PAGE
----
When slower is faster: how to get rid of traffic lights

Communicating vehicles could zip through intersections more efficiently, but would they be hackable?
March 18, 2016

Intersection congestion (credit: Google Earth)

Traffic-light-free transportation design, if it ever arrives, could allow twice as much traffic to use the roads, according to a newly published open-access study in PLoS One co-authored by MIT researchers.

The idea is based on future vehicles equipped with the kind of sensors used in autonomous vehicles and that communicate wirelessly with each other, rather than grinding to a halt at traffic lights.

The researchers created a mathematical model based on a scenario in which high-tech vehicles use sensors to remain at a safe distance from each other as they move through a four-way intersection. By removing the waits caused by traffic lights, these new “Slot-based Intersections” (SIs) speed up traffic flow in the model.

MIT Senseable City Lab | Light Traffic | MIT Senseable City Lab

The greater capacity of the system, notes Paolo Santi, a researcher in the MIT SENSEable City Lab (a member of the Italian National Research Council and a co-author of the study), does not stem from vehicles moving more quickly. Rather, it comes from creating a more consistent flow at an optimal middle speed, at which automobiles can keep moving. “You want the car to use the intersection for the shortest possible time,” Santi says.

Such a system would also reduce pollution and save on gasoline.

The “slower is faster” effect

To see why the system could at least work in theory, consider what the researchers call the “slower is faster” effect. When passengers board an airplane, they tend to move faster if they are in smaller clusters that keep going steadily, as opposed to a scenario in which everyone crowds around the entrance, creating a giant bottleneck.

“If you need to slow down the vehicles because there is a lot of traffic,” says Santi, “you slow them down early in the road, so they approach the intersection at slow speed, but then when they cross, you use the best speed.”

By “early,” Santi means that control of intelligent vehicles in the proposed system would occur not just at intersections but on the road segments leading to them. The modeling in the paper also finds that the most efficient traffic flow puts vehicles together in batches — like those smaller groups of passengers boarding a plane — and then slides them through the intersection accordingly.

The authors noted that in many cities, intersections with lights are often placed relatively close to each other. So how would the dynamics of traffic at one intersection propagate through a whole urban network of roads? They’re working on that.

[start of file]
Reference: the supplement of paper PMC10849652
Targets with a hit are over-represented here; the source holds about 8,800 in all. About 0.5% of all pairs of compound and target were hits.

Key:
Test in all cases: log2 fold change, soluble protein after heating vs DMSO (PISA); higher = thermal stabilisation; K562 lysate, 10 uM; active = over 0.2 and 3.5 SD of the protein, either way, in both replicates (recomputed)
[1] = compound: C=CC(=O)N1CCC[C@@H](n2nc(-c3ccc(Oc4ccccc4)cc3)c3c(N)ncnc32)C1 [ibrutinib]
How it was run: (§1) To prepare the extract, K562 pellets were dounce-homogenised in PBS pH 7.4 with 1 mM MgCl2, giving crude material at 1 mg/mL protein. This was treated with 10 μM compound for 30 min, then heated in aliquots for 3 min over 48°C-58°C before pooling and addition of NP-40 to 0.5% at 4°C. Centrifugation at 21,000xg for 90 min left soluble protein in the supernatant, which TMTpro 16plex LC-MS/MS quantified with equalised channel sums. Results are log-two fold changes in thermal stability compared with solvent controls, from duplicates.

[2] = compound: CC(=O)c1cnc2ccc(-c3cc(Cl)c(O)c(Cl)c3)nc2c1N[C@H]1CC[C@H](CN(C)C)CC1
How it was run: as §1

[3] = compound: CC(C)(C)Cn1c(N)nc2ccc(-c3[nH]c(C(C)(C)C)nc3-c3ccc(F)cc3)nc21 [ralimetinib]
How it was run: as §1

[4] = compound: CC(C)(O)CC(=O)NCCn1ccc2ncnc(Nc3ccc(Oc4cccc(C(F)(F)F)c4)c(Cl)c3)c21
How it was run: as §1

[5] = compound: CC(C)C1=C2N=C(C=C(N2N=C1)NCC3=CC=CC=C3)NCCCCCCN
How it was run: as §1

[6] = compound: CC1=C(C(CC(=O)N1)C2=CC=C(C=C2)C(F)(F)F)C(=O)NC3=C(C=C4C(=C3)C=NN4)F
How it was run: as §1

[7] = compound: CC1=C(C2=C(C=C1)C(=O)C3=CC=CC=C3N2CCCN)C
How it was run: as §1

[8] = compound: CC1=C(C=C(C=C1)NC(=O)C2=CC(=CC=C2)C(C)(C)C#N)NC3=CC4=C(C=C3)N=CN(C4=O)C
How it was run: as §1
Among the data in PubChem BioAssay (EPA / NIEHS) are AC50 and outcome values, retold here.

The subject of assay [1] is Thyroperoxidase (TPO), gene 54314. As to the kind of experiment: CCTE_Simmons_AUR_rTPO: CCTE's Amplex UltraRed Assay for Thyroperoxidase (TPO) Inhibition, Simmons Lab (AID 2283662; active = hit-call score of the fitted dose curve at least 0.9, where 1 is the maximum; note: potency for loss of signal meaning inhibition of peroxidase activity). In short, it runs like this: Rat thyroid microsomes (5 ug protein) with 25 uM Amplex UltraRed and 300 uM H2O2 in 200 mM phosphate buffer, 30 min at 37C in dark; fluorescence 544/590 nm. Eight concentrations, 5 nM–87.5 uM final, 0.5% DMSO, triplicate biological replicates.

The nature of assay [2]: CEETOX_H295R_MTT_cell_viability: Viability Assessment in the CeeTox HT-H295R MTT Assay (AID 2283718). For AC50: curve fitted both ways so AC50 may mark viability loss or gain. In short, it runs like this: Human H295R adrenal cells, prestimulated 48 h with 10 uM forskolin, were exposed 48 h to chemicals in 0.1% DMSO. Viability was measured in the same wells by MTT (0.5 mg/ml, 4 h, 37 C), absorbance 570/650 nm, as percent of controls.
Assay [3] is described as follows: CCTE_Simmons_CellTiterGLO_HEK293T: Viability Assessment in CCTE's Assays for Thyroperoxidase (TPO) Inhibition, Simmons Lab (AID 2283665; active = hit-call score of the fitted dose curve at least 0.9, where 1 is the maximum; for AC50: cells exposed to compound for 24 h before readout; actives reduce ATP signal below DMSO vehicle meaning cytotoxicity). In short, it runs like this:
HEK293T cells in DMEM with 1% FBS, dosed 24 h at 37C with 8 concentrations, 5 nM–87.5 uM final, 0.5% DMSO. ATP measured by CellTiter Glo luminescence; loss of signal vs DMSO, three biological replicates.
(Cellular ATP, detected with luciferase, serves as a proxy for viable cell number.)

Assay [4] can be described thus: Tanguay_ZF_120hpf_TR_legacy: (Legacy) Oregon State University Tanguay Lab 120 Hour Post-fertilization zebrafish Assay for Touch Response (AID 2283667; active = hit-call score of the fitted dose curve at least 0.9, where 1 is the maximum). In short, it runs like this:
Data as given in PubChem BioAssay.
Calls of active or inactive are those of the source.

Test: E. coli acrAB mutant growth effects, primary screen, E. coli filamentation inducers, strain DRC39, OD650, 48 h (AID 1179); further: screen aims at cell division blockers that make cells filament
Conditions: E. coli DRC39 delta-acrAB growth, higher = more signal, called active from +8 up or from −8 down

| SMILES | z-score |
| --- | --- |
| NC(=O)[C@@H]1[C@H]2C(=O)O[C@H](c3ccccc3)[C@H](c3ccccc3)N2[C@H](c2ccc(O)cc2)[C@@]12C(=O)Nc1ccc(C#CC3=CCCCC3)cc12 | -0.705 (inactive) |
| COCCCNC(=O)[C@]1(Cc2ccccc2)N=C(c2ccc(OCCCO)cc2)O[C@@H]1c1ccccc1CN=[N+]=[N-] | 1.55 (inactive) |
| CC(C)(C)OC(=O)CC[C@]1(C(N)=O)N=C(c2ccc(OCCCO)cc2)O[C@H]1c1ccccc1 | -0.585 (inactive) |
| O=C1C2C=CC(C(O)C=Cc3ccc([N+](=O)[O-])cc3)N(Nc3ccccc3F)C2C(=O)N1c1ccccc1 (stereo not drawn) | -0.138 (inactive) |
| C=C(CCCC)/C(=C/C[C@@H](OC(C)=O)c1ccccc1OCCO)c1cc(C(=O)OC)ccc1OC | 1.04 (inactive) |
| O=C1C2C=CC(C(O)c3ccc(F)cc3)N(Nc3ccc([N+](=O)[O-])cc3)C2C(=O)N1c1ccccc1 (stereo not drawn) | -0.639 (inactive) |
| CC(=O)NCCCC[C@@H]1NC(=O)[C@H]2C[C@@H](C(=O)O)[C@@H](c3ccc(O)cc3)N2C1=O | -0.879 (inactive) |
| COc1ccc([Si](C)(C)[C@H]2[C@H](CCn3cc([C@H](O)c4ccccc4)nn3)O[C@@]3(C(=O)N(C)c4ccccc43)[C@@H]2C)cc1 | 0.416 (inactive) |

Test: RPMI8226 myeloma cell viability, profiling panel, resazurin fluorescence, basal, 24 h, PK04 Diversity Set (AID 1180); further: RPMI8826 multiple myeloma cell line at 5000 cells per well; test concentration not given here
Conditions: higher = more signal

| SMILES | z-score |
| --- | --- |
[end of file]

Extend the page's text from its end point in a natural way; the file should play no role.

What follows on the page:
A previous study with the same idea, but based on driverless vehicles, was done at Virginia Tech Transportation Research (see “Driverless vehicles to zip at full speed through intersections“).

Vehicle communication systems

So exactly how would this work? The authors suggest that vehicles might communicate with roadside infrastructure and other vehicles to produce better coordinated flows. The notion of a vehicle-to-vehicle (V2V) communication system has been studied fairly extensively (see “V2V: Department of Transportation’s new communication system helps cars avoid crashes by talking to each other” and “A 3,000-vehicle test of wireless crash-avoidance system“) but has been criticized as hackable.

Abstract of Revisiting Street Intersections Using Slot-Based Systems

Since their appearance at the end of the 19th century, traffic lights have been the primary mode of granting access to road intersections. Today, this centuries-old technology is challenged by advances in intelligent transportation, which are opening the way to new solutions built upon slot-based systems similar to those commonly used in aerial traffic: what we call Slot-based Intersections (SIs). Despite simulation-based evidence of the potential benefits of SIs, a comprehensive, analytical framework to compare their relative performance with traffic lights is still lacking. Here, we develop such a framework. We approach the problem in a novel way, by generalizing classical queuing theory. Having defined safety conditions, we characterize capacity and delay of SIs. In the 2-road crossing configuration, we provide a capacity-optimal SI management system. For arbitrary intersection configurations, near-optimal solutions are developed. Results theoretically show that transitioning from a traffic light system to SI has the potential of doubling capacity and significantly reducing delays. This suggests a reduction of non-linear dynamics induced by intersection bottlenecks, with positive impact on the road network. Such findings can provide transportation engineers and planners with crucial insights as they prepare to manage the transition towards a more intelligent transportation infrastructure in cities.